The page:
Baker moved in the Appellate Division for reconsideration of the order remanding the case for reconsideration of his sentence, but the court denied his motion on February 27, 1990, stating that the trial court could address the issues he raised in the motion when it reconsidered Baker's sentence. The New Jersey Supreme Court denied Baker's petition for certification
on June 13, 1990. State v. Baker, 122 N.J. 186, 584 A.2d 246 (N.J.1990).
Baker then filed a petition for post-conviction relief in the trial court on March 27, 1991, alleging that he had been denied effective assistance of counsel and that he had been denied due process and equal protection of the law because the State had entered into a plea bargain with Garry under which Garry testified against Baker in exchange for an illegally short sentence. After an evidentiary hearing, the trial court denied his petition on October 7, 1991.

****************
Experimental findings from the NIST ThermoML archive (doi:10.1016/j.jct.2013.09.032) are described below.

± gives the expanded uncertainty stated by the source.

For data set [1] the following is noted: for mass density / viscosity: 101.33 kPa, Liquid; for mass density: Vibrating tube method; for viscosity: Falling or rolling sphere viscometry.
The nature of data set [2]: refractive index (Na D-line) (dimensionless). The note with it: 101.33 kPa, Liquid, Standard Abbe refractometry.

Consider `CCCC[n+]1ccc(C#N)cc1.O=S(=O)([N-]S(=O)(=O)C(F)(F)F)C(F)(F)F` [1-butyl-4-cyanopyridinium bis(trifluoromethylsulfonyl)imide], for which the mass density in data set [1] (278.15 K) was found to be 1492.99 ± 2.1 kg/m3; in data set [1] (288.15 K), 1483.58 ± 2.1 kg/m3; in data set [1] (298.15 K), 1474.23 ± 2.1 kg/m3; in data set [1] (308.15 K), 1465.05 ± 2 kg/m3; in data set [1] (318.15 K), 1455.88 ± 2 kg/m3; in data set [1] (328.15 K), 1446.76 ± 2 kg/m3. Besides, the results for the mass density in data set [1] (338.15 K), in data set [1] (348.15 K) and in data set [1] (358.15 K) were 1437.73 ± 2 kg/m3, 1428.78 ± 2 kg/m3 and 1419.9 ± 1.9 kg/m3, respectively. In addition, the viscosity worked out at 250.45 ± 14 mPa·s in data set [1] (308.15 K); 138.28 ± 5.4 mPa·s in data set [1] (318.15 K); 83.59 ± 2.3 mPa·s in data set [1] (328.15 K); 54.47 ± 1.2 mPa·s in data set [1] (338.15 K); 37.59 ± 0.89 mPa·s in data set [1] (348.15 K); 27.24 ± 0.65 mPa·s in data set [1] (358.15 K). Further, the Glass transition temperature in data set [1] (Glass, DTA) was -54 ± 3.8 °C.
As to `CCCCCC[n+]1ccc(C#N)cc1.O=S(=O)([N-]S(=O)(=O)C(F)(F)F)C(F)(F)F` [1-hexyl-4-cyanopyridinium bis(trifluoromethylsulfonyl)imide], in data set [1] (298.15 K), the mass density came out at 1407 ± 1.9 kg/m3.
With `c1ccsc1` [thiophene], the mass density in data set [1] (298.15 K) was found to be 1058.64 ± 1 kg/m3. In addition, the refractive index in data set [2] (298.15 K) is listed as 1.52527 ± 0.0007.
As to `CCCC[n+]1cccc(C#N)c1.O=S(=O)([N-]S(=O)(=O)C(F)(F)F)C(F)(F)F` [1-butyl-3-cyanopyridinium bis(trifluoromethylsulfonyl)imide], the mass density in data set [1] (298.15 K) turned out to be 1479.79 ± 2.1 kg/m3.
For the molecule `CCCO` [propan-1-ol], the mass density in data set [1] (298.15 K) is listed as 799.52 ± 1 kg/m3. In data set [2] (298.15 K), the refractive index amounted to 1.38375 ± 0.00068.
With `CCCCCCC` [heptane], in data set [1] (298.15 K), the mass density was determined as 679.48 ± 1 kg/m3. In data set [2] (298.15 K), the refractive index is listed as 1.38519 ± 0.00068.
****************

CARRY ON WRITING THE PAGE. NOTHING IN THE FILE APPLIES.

On February 19, 1992, the trial court resentenced Baker to a 25-year term of imprisonment without eligibility for parole for kidnaping and concurrent nine-year terms of imprisonment with three-year periods of parole ineligibility for robbery and attempted kidnaping. The court merged Baker's conviction for aggravated sexual assault into his conviction for kidnaping. Thus, the court resentenced Baker to an aggregate custodial term of 25 years without eligibility for parole, more than doubling the period of parole ineligibility it had imposed in the original sentence.
Baker filed separate notices of appeal from the denial of his petition for post-conviction relief and from the judgment entered on his resentencing. The Appellate Division consolidated these appeals on December 30, 1992, and affirmed Baker's convictions on January 21, 1994, over a dissent. State v. Baker, 270 N.J.Super. 55, 636 A.2d 553 (N.J.Super.Ct.App.Div.1994). On further appeal, the Supreme Court of New Jersey, on October 27, 1994, affirmed the decision of the Appellate Division with one justice dissenting. State v. Baker, 138 N.J. 89, 648 A.2d 1127 (N.J.1994).
Baker filed a petition for a writ of habeas corpus on April 23, 1996, pursuant to 28 U.S.C. § 2254 in the district court but the court denied the petition in an order entered September 24, 1997. Baker then appealed. 2 As the district court relied entirely on the state court record and did not hold...